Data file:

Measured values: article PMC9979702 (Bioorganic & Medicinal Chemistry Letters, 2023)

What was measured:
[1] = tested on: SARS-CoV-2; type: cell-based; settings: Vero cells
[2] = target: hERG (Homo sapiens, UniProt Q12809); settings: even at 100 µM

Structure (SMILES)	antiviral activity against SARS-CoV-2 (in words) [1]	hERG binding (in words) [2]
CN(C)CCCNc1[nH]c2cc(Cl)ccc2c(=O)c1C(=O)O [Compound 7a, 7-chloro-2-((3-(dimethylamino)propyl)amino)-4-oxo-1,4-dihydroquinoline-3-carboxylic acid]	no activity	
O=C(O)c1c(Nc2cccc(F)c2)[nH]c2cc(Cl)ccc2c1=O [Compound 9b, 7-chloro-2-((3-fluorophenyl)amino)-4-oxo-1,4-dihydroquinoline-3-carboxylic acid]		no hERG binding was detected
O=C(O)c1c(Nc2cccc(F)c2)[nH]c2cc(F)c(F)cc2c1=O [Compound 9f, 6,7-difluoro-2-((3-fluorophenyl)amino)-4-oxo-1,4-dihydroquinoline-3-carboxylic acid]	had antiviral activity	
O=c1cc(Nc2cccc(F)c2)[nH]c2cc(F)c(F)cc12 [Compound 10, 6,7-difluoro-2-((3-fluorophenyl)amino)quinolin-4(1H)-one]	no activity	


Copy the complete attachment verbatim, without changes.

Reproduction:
Measured values: article PMC9979702 (Bioorganic & Medicinal Chemistry Letters, 2023)

What was measured:
[1] = tested on: SARS-CoV-2; type: cell-based; settings: Vero cells
[2] = target: hERG (Homo sapiens, UniProt Q12809); settings: even at 100 µM

Structure (SMILES)	antiviral activity against SARS-CoV-2 (in words) [1]	hERG binding (in words) [2]
CN(C)CCCNc1[nH]c2cc(Cl)ccc2c(=O)c1C(=O)O [Compound 7a, 7-chloro-2-((3-(dimethylamino)propyl)amino)-4-oxo-1,4-dihydroquinoline-3-carboxylic acid]	no activity	
O=C(O)c1c(Nc2cccc(F)c2)[nH]c2cc(Cl)ccc2c1=O [Compound 9b, 7-chloro-2-((3-fluorophenyl)amino)-4-oxo-1,4-dihydroquinoline-3-carboxylic acid]		no hERG binding was detected
O=C(O)c1c(Nc2cccc(F)c2)[nH]c2cc(F)c(F)cc2c1=O [Compound 9f, 6,7-difluoro-2-((3-fluorophenyl)amino)-4-oxo-1,4-dihydroquinoline-3-carboxylic acid]	had antiviral activity	
O=c1cc(Nc2cccc(F)c2)[nH]c2cc(F)c(F)cc12 [Compound 10, 6,7-difluoro-2-((3-fluorophenyl)amino)quinolin-4(1H)-one]	no activity	